Classic Understatement: Spaun Drums Reviewed!
If you have access to the Internet, go to an online search engine and enter the words “custom drums.” To say that competition is currently heavy among drum makers is an understatement. Due to the easy availability of inexpensive ready-made maple shells and generic hardware, it seems that anybody with a fat checkbook and a little moxie can start their own drum company these days.
But starting a drum company and running a successful drum company are two very different things. Even the big, established drum makers fight tooth and nail for a piece of the coveted pie. Any business has to turn a profit, and in an industry so crowded with very similar products aimed at a reasonably limited market, it’s not surprising that many of these small companies go belly up at such an alarming rate. I started noticing this phenomenon in the mid ’90s, when I compared NAMM show directories from three consecutive years and saw that well over half of the small, upstart drum makers who exhibited the first year were gone two years later. With music superstores buying instruments at such low prices and all the intense rivalry in the drum business nowadays, you would have to be either crazy or convinced that you have built a better mousetrap to get into the business of making drums.
The folks at the Spaun Drum Company are probably a little of both. The things that set their drums apart from much of the crowd is that they are well conceived, well made, and deliver much of what they promise. There is nothing extraordinarily fancy about Spaun Drums, but there is an elegance to their simplicity that is somewhat charming.
Owners Brian Spaun and David Pimentel have made some informed choices concerning the construction of their drums. The stylish and functional lugs consist of a small round piece of solid machined brass with a threaded brass insert that receives the tension rod. While conventional cast lugs hold their inserts in place via a piece of plastic or a spring, the Spaun lug uses a small set screw, not unlike the old Leedy “diamond” lug. This allows the insert to move within the body of the lug while still retaining solidity. It’s a good alternative to most machined metal lugs, in which the threads are tapped directly into the lug itself, and therefore have less play when it comes time to align the counterhoops with the lugs. I’ve always had a fondness for brass lugs because they have a musical character and dense mass to them that is absent in cast lugs. Spaun also claims that because the lugs are made from solid stock, there are no air pockets that would deaden the resonance of the shell. Moreover, the lugs are mounted to the 8-ply maple shells with one screw, thereby decreasing shell contact and maximizing sustain.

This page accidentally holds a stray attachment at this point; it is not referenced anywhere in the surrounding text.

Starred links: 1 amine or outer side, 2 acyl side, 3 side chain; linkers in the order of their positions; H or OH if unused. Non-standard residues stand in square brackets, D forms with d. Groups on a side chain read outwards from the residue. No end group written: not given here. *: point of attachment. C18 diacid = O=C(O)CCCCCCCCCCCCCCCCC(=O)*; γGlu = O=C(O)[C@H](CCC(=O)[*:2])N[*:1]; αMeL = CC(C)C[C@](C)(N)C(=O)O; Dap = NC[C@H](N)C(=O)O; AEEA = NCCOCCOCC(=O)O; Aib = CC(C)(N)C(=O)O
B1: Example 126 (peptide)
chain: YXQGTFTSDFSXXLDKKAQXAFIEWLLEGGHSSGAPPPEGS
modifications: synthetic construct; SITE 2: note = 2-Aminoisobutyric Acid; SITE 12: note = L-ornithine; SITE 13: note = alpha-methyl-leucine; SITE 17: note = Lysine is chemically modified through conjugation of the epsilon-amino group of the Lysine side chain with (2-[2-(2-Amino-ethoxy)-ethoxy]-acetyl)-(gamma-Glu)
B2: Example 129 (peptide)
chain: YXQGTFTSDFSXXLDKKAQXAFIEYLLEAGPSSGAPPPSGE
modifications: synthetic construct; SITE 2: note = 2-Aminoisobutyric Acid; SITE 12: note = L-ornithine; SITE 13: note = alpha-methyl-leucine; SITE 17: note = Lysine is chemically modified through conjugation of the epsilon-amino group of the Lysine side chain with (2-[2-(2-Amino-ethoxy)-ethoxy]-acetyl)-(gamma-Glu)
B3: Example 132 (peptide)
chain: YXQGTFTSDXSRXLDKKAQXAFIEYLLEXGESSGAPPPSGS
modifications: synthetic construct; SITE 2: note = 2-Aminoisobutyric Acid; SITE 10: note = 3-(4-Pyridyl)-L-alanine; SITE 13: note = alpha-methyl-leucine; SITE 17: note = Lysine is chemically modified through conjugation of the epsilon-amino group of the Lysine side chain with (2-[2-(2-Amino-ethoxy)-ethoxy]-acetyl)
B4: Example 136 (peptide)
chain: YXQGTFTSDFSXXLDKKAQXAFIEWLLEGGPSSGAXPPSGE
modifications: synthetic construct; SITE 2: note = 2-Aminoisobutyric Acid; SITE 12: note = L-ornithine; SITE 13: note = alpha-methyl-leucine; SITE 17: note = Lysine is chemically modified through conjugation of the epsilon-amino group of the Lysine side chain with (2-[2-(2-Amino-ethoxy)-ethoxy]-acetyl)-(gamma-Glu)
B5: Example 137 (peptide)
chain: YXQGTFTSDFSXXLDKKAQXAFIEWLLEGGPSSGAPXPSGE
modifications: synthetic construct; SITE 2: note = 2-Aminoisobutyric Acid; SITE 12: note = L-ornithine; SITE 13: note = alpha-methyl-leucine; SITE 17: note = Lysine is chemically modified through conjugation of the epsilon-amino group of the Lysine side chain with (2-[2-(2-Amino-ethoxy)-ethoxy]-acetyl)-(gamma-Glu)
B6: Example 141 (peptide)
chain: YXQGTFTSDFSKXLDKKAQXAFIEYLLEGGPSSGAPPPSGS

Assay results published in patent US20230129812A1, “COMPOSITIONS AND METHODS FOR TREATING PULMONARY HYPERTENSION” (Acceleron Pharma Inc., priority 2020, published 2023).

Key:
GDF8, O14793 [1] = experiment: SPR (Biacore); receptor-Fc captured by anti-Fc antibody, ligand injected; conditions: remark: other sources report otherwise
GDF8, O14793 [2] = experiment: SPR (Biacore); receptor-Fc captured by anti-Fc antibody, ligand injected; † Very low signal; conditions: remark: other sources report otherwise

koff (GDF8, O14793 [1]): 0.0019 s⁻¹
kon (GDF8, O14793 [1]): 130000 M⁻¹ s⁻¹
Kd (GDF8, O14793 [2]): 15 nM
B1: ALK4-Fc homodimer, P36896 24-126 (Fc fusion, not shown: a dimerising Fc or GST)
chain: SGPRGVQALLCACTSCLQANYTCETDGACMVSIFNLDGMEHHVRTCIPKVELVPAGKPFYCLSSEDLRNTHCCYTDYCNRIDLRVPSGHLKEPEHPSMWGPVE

Well-designed lugs are just one part of the bigger picture. Spaun has also created a double 45° bearing edge, which the company says helps to align the drumhead so that it floats more freely and therefore resonates better. After working with the drums for more than a month, I would have to agree that the double cut bearing edge is a great idea, especially for toms. When I put new heads on the toms, they slipped right on and tuned up in a jiffy. They were also easy to tune to an actual note. Not only did they hold their pitch, they projected wonderfully as well.